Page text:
Invading Iraq was a deliberate act of aggression. It was done not with the intent of protecting American lives, but that of US-Israeli interests in the Middle East. Saddam Hussein was once crowned as one of the most progressive—that is, in line with American values—Middle Eastern leaders in modern history. An honor granted despite his horrific human-rights record. Yet when he showed an uncooperative attitude towards US commands he instantaneously found himself a villain in the eyes of US citizens. For that sudden shift in attitude he has the US media to thank, as they broadcasted various “expert opinions” claiming that Hussein was building WMDs, exhibited his once—already known to the US government yet—well-hidden massacres, abductions, and crimes (ABC, 2006). A leader and a state that are of service to the US will be heaped with praises no matter the truth, but should they disobey they will suffer the wrath of the US government and the outcries of its people.
Palestinian freedom fighters—patent enemies of Israel—the government of Syria, even Africa’s Sudan are not unimpeded by similar US treatment. Palestinians who dared to oppose the Israeli regime, the latter of which has casually murdered the former’s unarmed peoples, were labeled as terrorists. Syria’s government—a key ally of the US’ rival, Russia—continues to be challenged by the US-supported Free Syrian Army—a critically destabilizing action that insults the notion of sovereignty—in the name of war against state-terror. Sudan’s internal conflict was oversimplified to be another black-and-white issue on US media, so that the US could easily alienate whichever sides did not support its wants and needs. Here we could see a disconcerting pattern of US policy: Give us what we want, or we will make you the enemy of not only our citizens, but of anyone who tunes in to our newsreels.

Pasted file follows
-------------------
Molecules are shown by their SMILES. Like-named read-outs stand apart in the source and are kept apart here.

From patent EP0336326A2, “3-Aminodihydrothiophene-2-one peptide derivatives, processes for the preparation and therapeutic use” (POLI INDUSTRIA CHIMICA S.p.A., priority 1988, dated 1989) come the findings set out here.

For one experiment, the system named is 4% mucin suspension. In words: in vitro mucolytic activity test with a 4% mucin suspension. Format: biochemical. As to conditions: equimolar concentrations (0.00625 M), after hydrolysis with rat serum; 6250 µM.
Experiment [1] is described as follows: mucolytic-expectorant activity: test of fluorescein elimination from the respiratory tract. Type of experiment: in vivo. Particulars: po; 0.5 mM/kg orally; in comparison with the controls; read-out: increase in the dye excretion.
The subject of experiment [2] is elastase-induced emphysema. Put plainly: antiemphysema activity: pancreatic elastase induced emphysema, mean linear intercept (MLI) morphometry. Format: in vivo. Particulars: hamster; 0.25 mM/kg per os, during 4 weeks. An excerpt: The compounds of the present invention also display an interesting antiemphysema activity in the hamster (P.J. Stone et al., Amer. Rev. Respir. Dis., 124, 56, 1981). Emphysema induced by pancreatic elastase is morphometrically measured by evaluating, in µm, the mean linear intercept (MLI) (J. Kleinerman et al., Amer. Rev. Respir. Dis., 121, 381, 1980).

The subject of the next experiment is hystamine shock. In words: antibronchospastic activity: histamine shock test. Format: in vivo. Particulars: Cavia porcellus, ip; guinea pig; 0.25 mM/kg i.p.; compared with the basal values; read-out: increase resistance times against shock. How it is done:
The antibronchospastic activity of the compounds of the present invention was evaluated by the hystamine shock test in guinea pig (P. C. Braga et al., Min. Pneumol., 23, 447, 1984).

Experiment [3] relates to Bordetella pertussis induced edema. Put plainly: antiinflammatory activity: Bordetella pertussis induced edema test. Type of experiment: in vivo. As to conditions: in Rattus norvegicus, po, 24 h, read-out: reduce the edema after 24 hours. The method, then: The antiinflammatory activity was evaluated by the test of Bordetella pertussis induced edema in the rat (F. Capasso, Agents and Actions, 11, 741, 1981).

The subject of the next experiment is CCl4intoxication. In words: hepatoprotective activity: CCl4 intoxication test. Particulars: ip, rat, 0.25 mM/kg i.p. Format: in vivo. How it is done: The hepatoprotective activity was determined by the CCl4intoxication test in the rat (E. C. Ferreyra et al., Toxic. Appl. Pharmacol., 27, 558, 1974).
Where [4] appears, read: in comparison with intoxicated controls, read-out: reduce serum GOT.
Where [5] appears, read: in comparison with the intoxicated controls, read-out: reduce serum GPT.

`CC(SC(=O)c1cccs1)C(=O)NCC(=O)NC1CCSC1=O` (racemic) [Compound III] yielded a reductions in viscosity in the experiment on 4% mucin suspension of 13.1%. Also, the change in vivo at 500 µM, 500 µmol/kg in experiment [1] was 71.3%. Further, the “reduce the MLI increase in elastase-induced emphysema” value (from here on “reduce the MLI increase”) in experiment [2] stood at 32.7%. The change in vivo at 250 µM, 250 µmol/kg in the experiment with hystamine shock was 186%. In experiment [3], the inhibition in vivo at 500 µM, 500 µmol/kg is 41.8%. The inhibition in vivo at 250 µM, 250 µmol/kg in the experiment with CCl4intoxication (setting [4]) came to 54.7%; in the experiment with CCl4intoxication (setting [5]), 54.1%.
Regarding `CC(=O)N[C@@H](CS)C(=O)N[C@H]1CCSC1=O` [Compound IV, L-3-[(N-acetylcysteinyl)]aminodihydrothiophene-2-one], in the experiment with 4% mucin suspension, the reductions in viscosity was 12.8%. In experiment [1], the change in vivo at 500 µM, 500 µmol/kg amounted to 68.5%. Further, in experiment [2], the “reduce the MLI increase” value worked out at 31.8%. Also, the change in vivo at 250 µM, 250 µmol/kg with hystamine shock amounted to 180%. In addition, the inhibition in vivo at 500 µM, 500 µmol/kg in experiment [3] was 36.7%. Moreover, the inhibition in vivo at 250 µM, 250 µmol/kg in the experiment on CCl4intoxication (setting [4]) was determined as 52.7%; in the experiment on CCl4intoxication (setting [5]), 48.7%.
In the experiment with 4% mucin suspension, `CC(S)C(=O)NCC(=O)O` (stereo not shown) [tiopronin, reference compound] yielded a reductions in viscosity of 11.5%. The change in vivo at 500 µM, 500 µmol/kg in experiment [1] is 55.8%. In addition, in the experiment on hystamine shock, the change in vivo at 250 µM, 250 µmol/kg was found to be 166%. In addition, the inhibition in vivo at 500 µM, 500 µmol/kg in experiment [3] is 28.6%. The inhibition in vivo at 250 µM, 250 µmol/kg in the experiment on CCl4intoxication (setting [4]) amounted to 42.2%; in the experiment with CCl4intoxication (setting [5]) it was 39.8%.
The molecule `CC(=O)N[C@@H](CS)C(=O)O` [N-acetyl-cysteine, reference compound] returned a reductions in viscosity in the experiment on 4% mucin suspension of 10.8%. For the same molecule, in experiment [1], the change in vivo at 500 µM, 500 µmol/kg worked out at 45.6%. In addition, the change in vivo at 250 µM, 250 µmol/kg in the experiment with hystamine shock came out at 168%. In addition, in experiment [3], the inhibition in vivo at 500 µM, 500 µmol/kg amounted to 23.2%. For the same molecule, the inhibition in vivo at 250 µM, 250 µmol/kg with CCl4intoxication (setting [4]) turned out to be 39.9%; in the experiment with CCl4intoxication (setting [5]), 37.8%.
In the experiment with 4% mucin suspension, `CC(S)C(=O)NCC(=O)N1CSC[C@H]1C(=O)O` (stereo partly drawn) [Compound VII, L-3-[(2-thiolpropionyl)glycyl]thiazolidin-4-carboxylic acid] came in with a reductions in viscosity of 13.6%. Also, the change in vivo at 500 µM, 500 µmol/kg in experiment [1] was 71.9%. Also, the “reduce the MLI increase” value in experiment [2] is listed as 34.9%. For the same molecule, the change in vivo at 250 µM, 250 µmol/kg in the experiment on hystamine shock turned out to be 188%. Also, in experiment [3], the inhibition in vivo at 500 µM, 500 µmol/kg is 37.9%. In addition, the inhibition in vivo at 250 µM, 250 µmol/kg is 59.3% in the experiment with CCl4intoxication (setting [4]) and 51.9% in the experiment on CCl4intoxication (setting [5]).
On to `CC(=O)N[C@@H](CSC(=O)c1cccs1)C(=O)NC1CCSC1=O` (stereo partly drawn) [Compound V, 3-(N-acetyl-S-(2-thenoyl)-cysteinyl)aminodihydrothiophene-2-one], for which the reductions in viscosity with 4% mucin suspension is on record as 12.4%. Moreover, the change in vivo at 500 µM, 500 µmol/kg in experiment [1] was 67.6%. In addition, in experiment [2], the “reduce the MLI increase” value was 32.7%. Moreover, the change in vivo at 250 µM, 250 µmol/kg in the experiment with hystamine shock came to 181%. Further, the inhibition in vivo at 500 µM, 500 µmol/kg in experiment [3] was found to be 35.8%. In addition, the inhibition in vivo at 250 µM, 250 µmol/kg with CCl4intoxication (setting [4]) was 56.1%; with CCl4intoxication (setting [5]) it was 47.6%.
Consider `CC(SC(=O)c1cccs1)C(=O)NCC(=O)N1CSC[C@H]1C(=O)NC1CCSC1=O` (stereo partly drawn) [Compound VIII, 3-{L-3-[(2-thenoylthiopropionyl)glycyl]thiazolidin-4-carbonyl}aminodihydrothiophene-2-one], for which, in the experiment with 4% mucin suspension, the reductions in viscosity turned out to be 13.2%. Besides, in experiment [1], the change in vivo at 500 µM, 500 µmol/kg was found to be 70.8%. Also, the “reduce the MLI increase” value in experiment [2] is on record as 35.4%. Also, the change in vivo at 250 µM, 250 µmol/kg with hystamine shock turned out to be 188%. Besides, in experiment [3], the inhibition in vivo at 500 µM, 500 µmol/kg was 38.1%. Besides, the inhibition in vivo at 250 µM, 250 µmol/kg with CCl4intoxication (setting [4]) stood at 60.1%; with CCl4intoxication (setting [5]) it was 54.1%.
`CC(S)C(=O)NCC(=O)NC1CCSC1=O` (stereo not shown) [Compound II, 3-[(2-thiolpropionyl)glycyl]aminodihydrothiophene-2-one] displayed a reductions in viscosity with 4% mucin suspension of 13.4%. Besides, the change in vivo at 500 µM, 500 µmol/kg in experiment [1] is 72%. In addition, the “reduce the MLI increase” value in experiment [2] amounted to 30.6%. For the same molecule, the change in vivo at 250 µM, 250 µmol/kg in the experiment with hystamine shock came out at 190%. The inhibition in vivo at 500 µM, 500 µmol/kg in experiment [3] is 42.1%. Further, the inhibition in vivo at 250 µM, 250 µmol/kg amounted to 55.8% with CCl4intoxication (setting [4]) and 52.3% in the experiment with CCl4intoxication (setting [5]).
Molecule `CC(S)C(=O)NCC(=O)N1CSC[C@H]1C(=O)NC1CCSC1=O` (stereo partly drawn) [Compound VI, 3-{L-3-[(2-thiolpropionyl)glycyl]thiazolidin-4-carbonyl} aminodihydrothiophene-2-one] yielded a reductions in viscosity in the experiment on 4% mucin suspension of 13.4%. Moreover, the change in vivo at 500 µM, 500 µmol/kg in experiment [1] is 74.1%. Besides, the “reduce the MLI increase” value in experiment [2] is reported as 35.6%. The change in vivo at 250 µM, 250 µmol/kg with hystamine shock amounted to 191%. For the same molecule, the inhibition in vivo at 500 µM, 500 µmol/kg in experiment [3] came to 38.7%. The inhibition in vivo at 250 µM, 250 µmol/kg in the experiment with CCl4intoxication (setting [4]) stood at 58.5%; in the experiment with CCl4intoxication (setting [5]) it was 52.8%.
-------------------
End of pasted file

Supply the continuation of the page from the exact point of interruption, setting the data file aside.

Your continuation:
What can we learn from the paragraphs above? The US’ portrayal of the complex situations across the globe is tainted with extreme bias. It creates demons out of nothing, from people who fight for their right to live without estrangement, from governments that seeks sovereignty without the involvement of the US, from groups that pose little to no danger to American lives, so long as they do not fulfill the demands of America. The enemy is rarely an actual monster. Usually it is whatever state, organization, object, or ideology, that could jeopardize whichever US interest is presently significant.